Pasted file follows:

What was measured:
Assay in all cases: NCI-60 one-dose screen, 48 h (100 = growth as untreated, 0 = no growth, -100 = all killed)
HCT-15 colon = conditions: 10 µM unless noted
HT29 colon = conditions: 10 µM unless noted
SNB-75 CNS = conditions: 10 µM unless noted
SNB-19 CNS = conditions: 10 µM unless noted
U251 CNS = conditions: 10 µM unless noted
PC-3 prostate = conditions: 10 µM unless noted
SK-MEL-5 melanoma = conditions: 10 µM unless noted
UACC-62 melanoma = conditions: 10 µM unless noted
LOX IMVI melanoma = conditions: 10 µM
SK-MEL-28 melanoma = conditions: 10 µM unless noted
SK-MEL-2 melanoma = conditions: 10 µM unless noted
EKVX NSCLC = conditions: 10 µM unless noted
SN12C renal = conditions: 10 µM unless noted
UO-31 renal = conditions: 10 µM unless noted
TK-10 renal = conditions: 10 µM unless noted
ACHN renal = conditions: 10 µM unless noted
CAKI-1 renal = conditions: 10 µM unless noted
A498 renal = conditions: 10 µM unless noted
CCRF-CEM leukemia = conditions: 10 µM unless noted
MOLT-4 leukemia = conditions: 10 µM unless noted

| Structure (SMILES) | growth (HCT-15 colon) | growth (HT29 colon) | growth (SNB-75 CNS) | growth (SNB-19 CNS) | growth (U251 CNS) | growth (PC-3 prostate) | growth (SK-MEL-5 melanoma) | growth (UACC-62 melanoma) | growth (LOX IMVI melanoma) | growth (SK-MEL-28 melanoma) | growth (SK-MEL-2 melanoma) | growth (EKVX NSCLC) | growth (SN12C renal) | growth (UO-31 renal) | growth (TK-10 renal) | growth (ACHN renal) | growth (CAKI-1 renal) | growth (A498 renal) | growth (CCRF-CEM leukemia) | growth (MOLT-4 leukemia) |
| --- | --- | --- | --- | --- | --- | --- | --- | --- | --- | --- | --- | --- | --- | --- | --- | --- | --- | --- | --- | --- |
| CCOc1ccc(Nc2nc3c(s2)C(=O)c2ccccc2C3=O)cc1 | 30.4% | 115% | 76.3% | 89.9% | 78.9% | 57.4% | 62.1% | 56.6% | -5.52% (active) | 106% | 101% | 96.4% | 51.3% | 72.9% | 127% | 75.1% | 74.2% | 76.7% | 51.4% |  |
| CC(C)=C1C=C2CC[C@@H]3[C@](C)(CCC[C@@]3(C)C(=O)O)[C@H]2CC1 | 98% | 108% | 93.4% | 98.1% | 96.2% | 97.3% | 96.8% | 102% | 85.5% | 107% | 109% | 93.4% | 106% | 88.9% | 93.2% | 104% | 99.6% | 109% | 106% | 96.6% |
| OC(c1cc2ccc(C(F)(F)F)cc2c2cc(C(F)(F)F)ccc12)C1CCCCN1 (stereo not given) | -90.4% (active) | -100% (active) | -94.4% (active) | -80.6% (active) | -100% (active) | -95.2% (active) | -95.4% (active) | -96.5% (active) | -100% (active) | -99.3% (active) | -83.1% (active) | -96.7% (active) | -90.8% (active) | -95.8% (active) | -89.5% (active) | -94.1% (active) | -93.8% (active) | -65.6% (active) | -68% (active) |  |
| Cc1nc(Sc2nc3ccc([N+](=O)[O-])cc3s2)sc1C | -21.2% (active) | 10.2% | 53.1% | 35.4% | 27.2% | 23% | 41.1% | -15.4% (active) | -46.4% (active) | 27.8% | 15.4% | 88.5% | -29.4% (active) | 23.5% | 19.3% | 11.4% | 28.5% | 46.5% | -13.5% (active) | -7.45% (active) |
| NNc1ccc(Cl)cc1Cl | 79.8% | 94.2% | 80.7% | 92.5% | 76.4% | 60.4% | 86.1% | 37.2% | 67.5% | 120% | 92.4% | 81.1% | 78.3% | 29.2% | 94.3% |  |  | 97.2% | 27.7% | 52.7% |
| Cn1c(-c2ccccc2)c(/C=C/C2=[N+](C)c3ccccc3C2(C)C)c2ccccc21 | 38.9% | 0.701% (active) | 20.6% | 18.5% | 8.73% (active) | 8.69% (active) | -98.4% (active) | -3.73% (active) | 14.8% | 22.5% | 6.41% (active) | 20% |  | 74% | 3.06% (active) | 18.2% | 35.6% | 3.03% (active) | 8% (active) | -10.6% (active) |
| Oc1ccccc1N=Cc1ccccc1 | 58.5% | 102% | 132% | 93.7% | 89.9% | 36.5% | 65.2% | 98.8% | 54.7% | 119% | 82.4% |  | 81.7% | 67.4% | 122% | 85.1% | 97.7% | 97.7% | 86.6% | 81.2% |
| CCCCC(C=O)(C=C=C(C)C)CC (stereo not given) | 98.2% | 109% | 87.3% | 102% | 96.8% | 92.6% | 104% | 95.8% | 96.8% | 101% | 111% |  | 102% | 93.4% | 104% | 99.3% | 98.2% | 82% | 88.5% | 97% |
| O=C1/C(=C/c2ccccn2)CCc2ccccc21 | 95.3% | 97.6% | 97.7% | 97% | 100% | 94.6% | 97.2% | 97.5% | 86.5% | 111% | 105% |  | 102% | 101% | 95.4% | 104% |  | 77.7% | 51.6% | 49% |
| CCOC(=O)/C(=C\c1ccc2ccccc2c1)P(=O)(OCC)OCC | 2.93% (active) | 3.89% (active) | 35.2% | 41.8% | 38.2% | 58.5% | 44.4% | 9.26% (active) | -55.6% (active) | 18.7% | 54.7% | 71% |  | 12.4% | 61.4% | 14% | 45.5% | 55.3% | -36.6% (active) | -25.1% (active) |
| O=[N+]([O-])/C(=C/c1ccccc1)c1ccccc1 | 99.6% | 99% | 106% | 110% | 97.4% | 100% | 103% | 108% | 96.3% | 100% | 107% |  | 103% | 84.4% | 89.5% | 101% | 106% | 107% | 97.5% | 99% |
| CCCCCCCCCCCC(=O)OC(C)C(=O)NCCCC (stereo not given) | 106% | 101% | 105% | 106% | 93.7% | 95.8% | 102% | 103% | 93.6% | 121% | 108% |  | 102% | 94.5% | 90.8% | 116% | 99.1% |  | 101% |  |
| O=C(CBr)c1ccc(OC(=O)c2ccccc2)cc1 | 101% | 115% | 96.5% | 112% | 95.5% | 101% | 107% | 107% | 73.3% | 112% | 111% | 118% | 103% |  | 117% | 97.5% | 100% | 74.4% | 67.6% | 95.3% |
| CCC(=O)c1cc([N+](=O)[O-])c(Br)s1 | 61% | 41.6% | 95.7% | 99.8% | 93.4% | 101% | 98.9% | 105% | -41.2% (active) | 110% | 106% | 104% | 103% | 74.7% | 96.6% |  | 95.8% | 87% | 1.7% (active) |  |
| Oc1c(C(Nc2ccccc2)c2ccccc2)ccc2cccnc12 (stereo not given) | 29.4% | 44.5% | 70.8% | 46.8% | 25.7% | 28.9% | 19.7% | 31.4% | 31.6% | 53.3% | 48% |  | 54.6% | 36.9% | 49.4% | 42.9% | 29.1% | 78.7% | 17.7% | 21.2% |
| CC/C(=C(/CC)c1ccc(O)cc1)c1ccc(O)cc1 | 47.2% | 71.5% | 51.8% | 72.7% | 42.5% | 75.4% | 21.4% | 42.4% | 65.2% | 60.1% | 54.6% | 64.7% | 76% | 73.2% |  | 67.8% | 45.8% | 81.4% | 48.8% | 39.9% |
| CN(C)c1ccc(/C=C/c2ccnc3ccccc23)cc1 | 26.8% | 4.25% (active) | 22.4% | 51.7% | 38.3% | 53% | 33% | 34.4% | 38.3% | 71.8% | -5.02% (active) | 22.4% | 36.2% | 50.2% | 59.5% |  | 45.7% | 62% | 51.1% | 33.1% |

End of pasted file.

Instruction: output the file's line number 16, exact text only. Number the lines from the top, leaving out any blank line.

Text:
UO-31 renal = conditions: 10 µM unless noted